Germany is celebrating 30 years of unity today.
The story of German unity is reflected in millions of human stories, such as those of our colleagues, which we shared with you in the run-up to today.
Let me highlight another fascinating story, that of the village of Mödlareuth, a remote farming village nearly three hundred kilometres southwest of Berlin.
The village has straddled the frontier between the German states of Bavaria and Thuringia since the early nineteenth century, but the border hardly mattered until the end of the Second World War.
It was then that Germany was carved in two.
A wall, complete with guard towers, mines and machine guns, soon followed, earning Mödlareuth the nickname “Little Berlin”.
For nearly half of the twentieth century, the Iron Curtain divided the village in two and put it on the frontline of the Cold War.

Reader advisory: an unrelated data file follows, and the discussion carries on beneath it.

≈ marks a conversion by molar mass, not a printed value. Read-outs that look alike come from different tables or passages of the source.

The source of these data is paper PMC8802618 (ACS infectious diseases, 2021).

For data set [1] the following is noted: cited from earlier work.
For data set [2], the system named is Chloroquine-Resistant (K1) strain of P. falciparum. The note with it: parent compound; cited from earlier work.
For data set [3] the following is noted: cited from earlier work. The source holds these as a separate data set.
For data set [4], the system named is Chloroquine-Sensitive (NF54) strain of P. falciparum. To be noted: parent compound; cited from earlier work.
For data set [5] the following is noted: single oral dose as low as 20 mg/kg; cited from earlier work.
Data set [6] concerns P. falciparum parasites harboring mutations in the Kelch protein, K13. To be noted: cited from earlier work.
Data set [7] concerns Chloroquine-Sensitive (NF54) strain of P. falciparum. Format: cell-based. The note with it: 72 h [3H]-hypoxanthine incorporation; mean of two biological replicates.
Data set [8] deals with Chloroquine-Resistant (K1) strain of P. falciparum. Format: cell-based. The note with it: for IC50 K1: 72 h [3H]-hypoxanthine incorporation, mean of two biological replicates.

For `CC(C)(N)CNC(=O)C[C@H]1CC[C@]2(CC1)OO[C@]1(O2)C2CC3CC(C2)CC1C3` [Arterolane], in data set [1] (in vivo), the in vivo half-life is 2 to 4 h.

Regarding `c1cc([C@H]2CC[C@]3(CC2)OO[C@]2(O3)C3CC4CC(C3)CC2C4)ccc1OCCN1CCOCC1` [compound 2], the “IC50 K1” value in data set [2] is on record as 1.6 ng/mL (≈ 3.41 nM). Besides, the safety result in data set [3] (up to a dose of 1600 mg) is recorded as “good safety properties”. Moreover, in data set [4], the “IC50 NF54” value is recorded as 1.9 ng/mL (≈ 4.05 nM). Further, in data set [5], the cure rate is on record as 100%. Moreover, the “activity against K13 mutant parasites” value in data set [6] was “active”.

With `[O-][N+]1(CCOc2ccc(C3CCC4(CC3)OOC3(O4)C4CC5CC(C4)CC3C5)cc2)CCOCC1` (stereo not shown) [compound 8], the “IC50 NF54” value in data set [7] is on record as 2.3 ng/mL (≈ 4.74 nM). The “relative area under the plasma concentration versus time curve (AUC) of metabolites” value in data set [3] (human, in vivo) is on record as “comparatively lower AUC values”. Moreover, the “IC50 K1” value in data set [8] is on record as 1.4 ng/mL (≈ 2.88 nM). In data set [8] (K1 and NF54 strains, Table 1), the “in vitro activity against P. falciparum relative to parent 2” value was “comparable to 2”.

Today the people of Mödlareuth live in a united village, in a united Germany.
They live in a country that is:
- economically strong,
- and firmly embedded in the European Union and NATO.
Our citizens have friends and contacts throughout the world.
Germany is a country brimming with creativity and innovation;
a country that stands for diversity and tolerance.
Clearly, today is a day to be thankful.
We are thankful to the courageous people of East Europe and East Germany who started a peaceful revolution and brought down the Wall and the Iron Curtain.
The gift of German unity comes with a responsibility, including the responsibility to keep the Alliance strong.
And Germany will continue to invest in this Alliance so that it remains the bedrock of our security in Europe and North America and a key pillar of effective multilateralism.
Reflecting on the many stories that collectively make up German unity, we have truly created something unique.
As Germany. Together with our allies and friends.